What You Need to Know About the Little Things

By Joe Meaney
You’ve placed the order; new equipment is ready to ship; and your confidence level is high—soon your lab will be operating trouble-free. Or will it? Too often, it’s the “incidentals” that keep a lab from operating at peak performance.

It doesn’t matter if it’s a new investment or that nagging question, “How can we do it better?”Examining and addressing the variables as well as the equipment in the manufacturing process can dramatically improve performance.

Look for the little things or the overlooked things that keep your lab from performing to your expectations.

New Equipment Installation

If your plans include new equipment installation -- create a plan, take ownership of the project, and understand all of the details, including:

• Electrical

• Pneumatic

• Chilling requirements

• Plumbing / water specifications

• Space requirements

It may sound obvious, but making sure that you have enough electrical power available, that the air compressor is the correct size, and that the chilling requirements can be achieved will help you avoid problems and delays. Work with both the machine vendor and your contractor to plan the best location for the utilities drop and for the plumbing. If you have all the correct connections, but they’re located on the wrong side of the machine or on the wrong side of the space, delays and reduced performance can and will result from this simple oversight and lack of pre-planning.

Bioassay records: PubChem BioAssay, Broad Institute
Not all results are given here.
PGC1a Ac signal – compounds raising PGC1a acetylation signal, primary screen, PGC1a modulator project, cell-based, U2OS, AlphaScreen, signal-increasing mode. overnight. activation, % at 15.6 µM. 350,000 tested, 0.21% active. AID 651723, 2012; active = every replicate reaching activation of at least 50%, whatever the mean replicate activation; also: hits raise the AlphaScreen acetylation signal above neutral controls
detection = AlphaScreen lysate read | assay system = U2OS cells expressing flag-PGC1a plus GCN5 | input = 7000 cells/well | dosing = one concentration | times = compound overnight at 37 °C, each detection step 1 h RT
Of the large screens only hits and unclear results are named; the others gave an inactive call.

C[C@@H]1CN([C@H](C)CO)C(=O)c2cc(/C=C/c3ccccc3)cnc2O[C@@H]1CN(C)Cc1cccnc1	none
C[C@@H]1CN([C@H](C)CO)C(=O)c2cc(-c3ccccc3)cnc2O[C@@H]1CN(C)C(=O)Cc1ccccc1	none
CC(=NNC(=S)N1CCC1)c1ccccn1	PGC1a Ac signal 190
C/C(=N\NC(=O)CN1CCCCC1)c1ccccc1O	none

Maintenance

For all equipment—new installations or equipment that has been installed for several years—you and your operators should understand their routine maintenance program. It’s also good practice to review the manufacturer’s written suggested preventative maintenance procedures every few months.

Periodically reviewing the correct procedures keeps them fresh in everyone’s mind and prompts action on items that may have otherwise been forgotten. You don’t need to be reminded that new equipment is a major investment—but once equipment isn’t “new” anymore doesn’t mean that it should be ignored until a major problem (that may have been easily avoided) occurs. You may find it beneficial to create a maintenance log that can be posted near each machine to remind everyone what should be done regularly to keep machines running at peak performance.

Training

One of the easiest ways to learn how to run and maintain your lab’s equipment is to take advantage of equipment manufacturer’s training opportunities. These classroom trainings provide a wealth of information and usually provide attendees with much more detail than can be learned from a manual.

And while it sounds simple, remember that when you’re setting up equipment for production, follow the recommendations of the manufacture. Temperature settings are critical for optimum performance. Tooling set up on a generator will determine if accurate curves and thickness are repeatable. When using replaceable bit tooling, bit diameter, tool diameter and the correct procedure for installing the bits are very important for optimum performance.

Consumables

No matter what consumables you have for which machine or process, there are three general keys:

• Rotate stock

• Store according to manufacturer’s specifications

• Order and replenish as needed – this helps avoid rush shipment charges and out of stock situations.

Written for LabTalk by Joe Meaney, director of technical services, Satisloh.

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May/June LabTalk 2017